Lyme Disease Facts and Prevention

HockenberryLyme disease occurs when the bacteria Borrelia burgdorferi is transmitted to a dog by the bite of a deer tick. Pennsylvania is categorized as a high-risk state by the Companion Animal Parasite Council (CAPC). Over 1 in 16 dogs test positive for Lyme disease nationwide and the prevalence of Lyme disease in dogs and humans continues to increase yearly. Many dogs affected with Lyme disease do not have easily noticeable signs, while some will have fever, lethargy, swollen joints, limping and in rare cases acute kidney failure.

There are four methods to aid in prevention of Lyme disease in your dog:

1. Reduce tick habitat by clearing tall grasses and brush, prevent rodents (which ticks feed on), and keep a 3 foot-wide barrier of wood chips between lawns and wooded areas.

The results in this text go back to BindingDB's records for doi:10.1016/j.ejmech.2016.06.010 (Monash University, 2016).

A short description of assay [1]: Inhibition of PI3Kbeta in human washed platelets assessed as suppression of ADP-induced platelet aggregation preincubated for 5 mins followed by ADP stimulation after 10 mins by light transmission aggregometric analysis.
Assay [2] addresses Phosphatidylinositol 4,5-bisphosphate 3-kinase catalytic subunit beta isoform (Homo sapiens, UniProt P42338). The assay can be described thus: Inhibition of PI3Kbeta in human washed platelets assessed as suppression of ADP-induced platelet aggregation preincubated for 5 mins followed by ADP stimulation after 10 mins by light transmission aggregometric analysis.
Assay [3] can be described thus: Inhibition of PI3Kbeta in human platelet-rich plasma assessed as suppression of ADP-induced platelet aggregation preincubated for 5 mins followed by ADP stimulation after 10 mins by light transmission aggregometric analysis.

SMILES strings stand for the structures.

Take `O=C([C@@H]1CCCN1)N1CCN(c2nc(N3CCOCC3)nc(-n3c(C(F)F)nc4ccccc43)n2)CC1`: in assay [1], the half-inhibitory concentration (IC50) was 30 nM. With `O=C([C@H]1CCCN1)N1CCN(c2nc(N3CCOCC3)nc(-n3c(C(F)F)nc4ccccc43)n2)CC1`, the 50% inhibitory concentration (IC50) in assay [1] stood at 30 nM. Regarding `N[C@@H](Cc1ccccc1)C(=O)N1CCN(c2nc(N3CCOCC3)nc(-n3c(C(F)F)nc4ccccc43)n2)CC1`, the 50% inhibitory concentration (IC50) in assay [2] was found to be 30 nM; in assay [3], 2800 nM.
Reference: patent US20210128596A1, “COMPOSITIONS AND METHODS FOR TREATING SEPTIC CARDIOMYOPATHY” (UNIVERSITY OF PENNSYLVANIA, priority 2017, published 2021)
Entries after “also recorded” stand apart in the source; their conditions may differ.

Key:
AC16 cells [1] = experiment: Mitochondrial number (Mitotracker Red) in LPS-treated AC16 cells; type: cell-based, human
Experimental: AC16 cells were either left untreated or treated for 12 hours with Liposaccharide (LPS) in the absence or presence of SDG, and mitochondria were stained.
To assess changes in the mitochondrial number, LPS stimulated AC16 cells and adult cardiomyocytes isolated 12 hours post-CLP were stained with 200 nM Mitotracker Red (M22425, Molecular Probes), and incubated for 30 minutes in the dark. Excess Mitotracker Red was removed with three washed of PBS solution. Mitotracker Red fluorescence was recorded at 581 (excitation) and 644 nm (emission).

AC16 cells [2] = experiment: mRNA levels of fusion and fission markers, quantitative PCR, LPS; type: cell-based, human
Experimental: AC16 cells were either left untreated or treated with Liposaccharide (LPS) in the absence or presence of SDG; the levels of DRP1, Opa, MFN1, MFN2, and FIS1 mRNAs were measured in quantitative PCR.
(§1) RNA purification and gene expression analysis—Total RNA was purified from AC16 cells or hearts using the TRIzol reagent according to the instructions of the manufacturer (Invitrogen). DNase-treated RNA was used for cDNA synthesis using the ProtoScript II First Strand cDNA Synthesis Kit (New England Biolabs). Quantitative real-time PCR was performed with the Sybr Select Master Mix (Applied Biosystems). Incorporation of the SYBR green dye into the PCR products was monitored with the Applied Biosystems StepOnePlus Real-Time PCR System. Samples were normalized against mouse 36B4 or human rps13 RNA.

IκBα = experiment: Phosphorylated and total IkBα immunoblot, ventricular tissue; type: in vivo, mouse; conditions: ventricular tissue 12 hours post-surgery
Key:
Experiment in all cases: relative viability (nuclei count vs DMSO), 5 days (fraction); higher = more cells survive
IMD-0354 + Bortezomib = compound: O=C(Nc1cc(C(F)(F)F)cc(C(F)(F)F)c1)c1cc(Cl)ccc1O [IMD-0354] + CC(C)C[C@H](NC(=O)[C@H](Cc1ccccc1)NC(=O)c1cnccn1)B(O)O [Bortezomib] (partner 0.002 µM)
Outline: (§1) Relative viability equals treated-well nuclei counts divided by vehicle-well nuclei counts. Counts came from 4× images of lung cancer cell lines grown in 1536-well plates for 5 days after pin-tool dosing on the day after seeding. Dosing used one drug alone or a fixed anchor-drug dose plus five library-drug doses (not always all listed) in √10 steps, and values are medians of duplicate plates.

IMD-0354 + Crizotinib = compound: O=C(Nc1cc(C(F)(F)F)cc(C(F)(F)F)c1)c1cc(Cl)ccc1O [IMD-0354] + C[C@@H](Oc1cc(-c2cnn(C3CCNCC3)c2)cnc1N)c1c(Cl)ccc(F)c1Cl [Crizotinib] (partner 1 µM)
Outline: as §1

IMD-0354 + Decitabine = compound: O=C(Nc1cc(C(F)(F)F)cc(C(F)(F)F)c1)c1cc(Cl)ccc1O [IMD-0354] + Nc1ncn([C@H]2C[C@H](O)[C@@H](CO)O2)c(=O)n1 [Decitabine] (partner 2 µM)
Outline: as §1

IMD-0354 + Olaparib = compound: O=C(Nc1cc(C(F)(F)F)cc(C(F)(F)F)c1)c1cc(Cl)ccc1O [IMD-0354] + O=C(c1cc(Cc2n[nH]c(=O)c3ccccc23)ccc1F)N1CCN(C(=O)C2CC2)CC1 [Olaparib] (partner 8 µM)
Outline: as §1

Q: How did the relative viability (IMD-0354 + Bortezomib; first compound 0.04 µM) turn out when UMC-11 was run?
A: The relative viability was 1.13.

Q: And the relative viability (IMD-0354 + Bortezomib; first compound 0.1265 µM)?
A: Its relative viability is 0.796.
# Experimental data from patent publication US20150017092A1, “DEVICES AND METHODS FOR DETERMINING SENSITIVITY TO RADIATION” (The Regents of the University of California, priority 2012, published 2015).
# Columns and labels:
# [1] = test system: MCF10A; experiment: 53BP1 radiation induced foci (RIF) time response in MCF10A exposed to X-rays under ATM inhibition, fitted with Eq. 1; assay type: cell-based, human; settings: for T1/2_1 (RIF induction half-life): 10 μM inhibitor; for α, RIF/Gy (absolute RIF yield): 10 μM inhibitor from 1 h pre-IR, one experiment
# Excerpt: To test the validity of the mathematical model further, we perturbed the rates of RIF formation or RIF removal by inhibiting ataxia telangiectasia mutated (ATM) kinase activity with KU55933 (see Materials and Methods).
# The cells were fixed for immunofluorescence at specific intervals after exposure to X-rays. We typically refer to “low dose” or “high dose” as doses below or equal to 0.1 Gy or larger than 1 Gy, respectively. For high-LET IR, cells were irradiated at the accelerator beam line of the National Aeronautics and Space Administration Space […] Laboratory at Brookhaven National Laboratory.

2. Remove ticks within 24 hours of exposure to prevent transmission of lyme disease.

3. Use topical (Parastar plus) or oral (Bravecto) flea and tick preventives year-round.

4. Vaccinate using the crLyme vaccine for broad spectrum coverage in dogs 8 weeks of age and older. The Vanguard crLyme vaccine is the first and only vaccine that provides antibodies that attack Lyme disease within the tick and attack Lyme disease that is transferred into your dog.

Fun Fact: After numerous studies it has been definitively determined that the most effective method of preventing tick bites in people is to tuck your pants inside of your socks!

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